Health

20 Tips That Will Actually Help You Start Running

(And people who aspire to be runners.)

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If you've ever kinda thought about maybe trying out running, you totally should go for it.

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Hear me out.

• It's great for your cardiovascular health.

• And it can even be meditative.

• You don't need to pay membership or class fees.

• Or factor travel time into your workout.

• You can literally just run out of your front door, keep going, and that's a workout.

• If you start slowly with confidence in your ability to kick ass, you might just really like it.

But, yes OK, it can be intimidating if you have zero idea where to start. So, as a longtime runner who also happens to report on this stuff for a living, I thought I'd compile some tips from myself and fellow runners. Consider this your welcome wagon.

1. Have realistic expectations for your first few weeks of running.

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Your very first runs might feel really hard (though they shouldn't feel too hard; more on that later) and will probably challenge your resolve (maybe even more than they challenge your body). But after a few weeks it'll be easier to breathe and move and you won't feel as sore and you'll feel like a damn champion. Just know that the very beginning could be rough but that it'll definitely get better.

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2. Get fitted for sneakers at a speciality shop.

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The right pair of running sneakers will mean a more comfortable run and lower risk of injury. Most running specialty stores can analyze your gait and tell you which sneakers will work best for the way your foot lands, the amount of cushioning you like, the kind of terrain you're running on, and how many miles you're running each week.

3. And then buy last year's version of those sneakers to save some coin.

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There are places like 6 p.m. and the Road Runner Sports clearance section that sell previous years' editions of the sneakers a pro told you would be perfect for you. It's often the case that a new edition of a sneaker just means new colors and tiny changes to the shoe, so your overall fit probably won't be affected too much.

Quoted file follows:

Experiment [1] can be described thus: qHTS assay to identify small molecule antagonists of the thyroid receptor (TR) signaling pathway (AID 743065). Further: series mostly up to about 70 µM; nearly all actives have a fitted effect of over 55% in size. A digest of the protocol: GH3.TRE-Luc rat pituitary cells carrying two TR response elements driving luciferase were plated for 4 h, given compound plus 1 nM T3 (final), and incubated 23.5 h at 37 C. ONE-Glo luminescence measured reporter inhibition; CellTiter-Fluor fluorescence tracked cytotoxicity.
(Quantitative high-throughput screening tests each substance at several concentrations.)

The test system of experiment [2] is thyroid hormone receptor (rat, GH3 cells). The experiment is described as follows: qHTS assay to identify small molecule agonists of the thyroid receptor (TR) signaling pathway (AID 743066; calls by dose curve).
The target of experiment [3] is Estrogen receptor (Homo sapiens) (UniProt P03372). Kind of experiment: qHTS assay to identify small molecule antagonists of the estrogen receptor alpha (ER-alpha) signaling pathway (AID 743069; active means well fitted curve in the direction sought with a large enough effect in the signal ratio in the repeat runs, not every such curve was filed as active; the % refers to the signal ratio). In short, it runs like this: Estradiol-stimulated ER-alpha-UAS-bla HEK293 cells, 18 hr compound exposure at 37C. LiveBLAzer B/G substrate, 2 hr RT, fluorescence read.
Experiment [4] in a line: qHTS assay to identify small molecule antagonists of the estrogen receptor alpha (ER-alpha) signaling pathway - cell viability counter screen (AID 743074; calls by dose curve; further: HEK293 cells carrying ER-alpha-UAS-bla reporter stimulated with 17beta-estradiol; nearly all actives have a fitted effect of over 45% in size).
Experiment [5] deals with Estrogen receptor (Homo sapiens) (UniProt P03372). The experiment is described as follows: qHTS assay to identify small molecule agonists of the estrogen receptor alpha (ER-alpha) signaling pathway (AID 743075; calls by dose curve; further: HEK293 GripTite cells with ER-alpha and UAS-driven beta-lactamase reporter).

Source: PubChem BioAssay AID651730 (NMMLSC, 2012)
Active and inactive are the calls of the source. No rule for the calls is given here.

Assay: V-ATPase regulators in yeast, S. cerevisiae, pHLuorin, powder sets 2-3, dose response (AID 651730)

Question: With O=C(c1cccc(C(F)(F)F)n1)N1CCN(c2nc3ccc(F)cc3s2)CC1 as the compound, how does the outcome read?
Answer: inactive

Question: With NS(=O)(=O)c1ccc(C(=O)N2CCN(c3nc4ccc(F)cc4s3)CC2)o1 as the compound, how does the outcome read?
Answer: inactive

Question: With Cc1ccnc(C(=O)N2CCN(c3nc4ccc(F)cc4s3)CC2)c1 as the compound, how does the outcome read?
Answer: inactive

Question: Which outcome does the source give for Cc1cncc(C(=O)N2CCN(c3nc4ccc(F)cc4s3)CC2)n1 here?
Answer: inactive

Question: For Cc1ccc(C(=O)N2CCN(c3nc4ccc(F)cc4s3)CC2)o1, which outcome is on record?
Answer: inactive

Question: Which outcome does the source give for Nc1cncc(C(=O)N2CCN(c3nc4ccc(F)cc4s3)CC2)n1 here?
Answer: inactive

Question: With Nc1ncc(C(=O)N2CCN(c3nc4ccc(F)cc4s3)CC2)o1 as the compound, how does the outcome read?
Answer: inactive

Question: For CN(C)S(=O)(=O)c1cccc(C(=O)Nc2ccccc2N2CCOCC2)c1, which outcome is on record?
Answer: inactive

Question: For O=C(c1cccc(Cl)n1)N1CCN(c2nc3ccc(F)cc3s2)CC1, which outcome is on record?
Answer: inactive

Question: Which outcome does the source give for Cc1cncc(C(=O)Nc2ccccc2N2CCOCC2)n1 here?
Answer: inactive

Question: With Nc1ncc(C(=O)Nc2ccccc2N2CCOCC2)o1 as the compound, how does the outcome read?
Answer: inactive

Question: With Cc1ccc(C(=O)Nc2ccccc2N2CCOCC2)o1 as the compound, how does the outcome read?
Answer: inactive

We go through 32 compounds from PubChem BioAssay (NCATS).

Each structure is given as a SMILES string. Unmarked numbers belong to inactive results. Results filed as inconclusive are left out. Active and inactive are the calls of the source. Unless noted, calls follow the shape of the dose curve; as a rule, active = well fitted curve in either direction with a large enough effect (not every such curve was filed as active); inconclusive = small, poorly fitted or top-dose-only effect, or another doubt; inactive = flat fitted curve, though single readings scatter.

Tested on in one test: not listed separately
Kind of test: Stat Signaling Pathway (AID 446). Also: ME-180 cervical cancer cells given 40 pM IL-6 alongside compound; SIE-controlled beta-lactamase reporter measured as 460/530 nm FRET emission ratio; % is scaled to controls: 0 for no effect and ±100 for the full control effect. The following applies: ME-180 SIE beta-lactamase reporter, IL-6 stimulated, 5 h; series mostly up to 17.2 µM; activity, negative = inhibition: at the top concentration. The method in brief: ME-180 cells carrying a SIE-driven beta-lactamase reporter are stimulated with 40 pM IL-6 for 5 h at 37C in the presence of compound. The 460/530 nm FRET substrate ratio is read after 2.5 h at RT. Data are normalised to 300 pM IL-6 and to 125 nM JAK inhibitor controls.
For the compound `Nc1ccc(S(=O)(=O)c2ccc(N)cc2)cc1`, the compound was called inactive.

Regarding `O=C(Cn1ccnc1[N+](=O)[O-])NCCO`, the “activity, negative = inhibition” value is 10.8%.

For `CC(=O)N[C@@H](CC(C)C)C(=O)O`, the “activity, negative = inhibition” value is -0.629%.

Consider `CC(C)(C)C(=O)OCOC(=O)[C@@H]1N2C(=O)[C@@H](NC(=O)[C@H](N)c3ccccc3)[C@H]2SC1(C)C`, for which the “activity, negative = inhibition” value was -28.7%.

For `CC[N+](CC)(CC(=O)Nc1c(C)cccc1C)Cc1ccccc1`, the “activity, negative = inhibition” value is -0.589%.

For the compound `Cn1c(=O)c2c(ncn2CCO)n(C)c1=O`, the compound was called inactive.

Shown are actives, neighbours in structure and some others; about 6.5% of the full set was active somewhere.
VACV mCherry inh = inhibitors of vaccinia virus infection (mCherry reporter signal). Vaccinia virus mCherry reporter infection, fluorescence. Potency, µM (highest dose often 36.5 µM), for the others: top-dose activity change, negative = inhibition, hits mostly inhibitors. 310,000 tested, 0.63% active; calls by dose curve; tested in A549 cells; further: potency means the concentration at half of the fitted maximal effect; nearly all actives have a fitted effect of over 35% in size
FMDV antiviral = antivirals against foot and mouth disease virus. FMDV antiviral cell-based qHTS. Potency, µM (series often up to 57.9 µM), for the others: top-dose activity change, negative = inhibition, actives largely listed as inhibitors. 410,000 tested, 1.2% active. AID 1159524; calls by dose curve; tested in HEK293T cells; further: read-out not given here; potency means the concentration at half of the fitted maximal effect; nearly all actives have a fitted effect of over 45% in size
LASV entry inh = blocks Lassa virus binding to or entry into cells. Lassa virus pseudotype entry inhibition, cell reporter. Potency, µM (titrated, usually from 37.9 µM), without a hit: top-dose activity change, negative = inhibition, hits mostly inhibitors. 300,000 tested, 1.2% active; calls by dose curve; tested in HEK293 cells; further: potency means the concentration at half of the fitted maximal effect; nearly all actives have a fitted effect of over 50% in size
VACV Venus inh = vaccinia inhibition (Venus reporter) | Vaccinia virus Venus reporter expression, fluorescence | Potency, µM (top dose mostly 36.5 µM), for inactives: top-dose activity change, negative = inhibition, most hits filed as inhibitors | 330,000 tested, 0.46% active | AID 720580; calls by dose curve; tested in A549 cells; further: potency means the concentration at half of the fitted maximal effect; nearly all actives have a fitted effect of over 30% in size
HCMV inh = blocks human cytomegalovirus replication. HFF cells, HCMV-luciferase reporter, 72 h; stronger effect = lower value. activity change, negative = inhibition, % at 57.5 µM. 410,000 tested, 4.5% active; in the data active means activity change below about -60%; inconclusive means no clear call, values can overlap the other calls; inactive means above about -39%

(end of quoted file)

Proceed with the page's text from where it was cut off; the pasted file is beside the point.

4. Use a Couch to 5K app that eases you into running.

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An app like Couch to 5K will have you ready to run 3.1 miles after nine weeks of 20- to 30-minute workouts that alternate walking and running three times per week. It will track all your progress and have you feeling like a badass by helping you consistently hit your (very manageable) goals.

5. Do lots of walking, especially in the very beginning.

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If you're brand new to running or cardiovascular exercise, there's no reason to think that you'll be able to get out there and run for 30 minutes straight without needing rest here and there. Alternate running with walking throughout the run — say a minute of walking, followed by a minute of running — or just take short walk breaks whenever you feel like you need them.

6. Track every run so you can see your progress and make notes about your workouts.

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Apps like RunKeeper (pictured above) and MapMyRun use GPS to automatically store your route, distance, and your pace so you'll watch yourself run farther and faster over time. Most apps also allow you to enter notes about each run so you can see patterns like that the first mile always sucks or that you run faster when you go first thing in the morning or that your left knee always gets sore after three miles, etc.

7. Get moisture-wicking underwear.

Lots of apparel comes in quick-dry and moisture-wicking varieties, but there's one place that's way more uncomfortable when it's mega swampy: your undercarriage. So, if you're choosing where to invest, get a few pairs of quick-dry undies and you'll be cooler in summer, warmer in winter, and less likely to chafe year round.

8. Also get good (non-cotton) socks.

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The thing about cotton is that it really soaks up and hangs on to moisture, which means that if your sneakers get wet for any reason — sweat, a puddle, the rain, a dripping water bottle — your feet will stay damp for your whole run. In the summer they'll be hot and wet and in the cooler months your feet will be cold and wet. Plus, cotton means more friction, which means blisters. Socks made from a synthetic material will wick moisture away from your feet and control temperature well, which means a much less swampy run.